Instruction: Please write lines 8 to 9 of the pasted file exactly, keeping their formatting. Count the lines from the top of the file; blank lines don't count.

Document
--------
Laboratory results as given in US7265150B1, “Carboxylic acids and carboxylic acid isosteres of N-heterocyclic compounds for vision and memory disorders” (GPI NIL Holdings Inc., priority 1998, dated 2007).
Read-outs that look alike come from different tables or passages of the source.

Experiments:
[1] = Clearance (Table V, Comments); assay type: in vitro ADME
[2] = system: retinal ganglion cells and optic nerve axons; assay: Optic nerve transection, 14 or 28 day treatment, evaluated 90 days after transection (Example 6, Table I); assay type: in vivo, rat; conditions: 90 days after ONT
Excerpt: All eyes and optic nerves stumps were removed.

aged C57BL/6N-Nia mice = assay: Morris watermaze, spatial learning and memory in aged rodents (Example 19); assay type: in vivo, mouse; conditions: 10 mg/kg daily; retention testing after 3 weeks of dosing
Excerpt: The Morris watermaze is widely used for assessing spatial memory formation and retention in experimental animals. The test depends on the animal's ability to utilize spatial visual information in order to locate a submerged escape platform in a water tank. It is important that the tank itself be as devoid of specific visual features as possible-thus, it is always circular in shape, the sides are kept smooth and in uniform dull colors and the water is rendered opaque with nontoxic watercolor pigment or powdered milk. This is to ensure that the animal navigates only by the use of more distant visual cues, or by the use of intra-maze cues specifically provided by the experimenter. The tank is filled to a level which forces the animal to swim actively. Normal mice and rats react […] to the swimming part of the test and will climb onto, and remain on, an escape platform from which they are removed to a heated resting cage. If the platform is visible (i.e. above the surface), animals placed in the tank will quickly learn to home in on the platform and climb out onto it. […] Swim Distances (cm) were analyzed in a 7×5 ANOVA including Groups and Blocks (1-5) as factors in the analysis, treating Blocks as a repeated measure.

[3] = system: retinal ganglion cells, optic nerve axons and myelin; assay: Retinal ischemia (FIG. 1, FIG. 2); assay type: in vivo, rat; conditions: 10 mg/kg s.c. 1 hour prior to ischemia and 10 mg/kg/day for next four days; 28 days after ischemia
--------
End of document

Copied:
Excerpt: The Morris watermaze is widely used for assessing spatial memory formation and retention in experimental animals. The test depends on the animal's ability to utilize spatial visual information in order to locate a submerged escape platform in a water tank. It is important that the tank itself be as devoid of specific visual features as possible-thus, it is always circular in shape, the sides are kept smooth and in uniform dull colors and the water is rendered opaque with nontoxic watercolor pigment or powdered milk. This is to ensure that the animal navigates only by the use of more distant visual cues, or by the use of intra-maze cues specifically provided by the experimenter. The tank is filled to a level which forces the animal to swim actively. Normal mice and rats react […] to the swimming part of the test and will climb onto, and remain on, an escape platform from which they are removed to a heated resting cage. If the platform is visible (i.e. above the surface), animals placed in the tank will quickly learn to home in on the platform and climb out onto it. […] Swim Distances (cm) were analyzed in a 7×5 ANOVA including Groups and Blocks (1-5) as factors in the analysis, treating Blocks as a repeated measure.

[3] = system: retinal ganglion cells, optic nerve axons and myelin; assay: Retinal ischemia (FIG. 1, FIG. 2); assay type: in vivo, rat; conditions: 10 mg/kg s.c. 1 hour prior to ischemia and 10 mg/kg/day for next four days; 28 days after ischemia